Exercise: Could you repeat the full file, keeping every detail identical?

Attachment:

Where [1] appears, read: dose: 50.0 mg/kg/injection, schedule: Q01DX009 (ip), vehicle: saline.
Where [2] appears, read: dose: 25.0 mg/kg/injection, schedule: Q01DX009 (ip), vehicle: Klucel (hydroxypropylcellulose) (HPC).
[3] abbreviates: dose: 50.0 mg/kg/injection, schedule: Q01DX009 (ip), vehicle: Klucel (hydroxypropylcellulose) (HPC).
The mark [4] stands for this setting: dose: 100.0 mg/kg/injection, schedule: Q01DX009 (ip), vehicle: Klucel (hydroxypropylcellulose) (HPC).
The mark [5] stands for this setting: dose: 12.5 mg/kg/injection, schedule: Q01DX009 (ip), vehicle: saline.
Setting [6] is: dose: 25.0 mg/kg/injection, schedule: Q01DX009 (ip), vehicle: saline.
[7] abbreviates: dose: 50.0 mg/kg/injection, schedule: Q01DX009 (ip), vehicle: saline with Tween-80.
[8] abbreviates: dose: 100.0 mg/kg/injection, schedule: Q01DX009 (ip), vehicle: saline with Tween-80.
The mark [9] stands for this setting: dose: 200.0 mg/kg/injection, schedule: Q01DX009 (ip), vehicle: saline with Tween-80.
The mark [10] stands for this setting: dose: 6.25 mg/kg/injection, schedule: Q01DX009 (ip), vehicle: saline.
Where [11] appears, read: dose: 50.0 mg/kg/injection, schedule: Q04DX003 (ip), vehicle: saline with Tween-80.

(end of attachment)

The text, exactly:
Where [1] appears, read: dose: 50.0 mg/kg/injection, schedule: Q01DX009 (ip), vehicle: saline.
Where [2] appears, read: dose: 25.0 mg/kg/injection, schedule: Q01DX009 (ip), vehicle: Klucel (hydroxypropylcellulose) (HPC).
[3] abbreviates: dose: 50.0 mg/kg/injection, schedule: Q01DX009 (ip), vehicle: Klucel (hydroxypropylcellulose) (HPC).
The mark [4] stands for this setting: dose: 100.0 mg/kg/injection, schedule: Q01DX009 (ip), vehicle: Klucel (hydroxypropylcellulose) (HPC).
The mark [5] stands for this setting: dose: 12.5 mg/kg/injection, schedule: Q01DX009 (ip), vehicle: saline.
Setting [6] is: dose: 25.0 mg/kg/injection, schedule: Q01DX009 (ip), vehicle: saline.
[7] abbreviates: dose: 50.0 mg/kg/injection, schedule: Q01DX009 (ip), vehicle: saline with Tween-80.
[8] abbreviates: dose: 100.0 mg/kg/injection, schedule: Q01DX009 (ip), vehicle: saline with Tween-80.
The mark [9] stands for this setting: dose: 200.0 mg/kg/injection, schedule: Q01DX009 (ip), vehicle: saline with Tween-80.
The mark [10] stands for this setting: dose: 6.25 mg/kg/injection, schedule: Q01DX009 (ip), vehicle: saline.
Where [11] appears, read: dose: 50.0 mg/kg/injection, schedule: Q04DX003 (ip), vehicle: saline with Tween-80.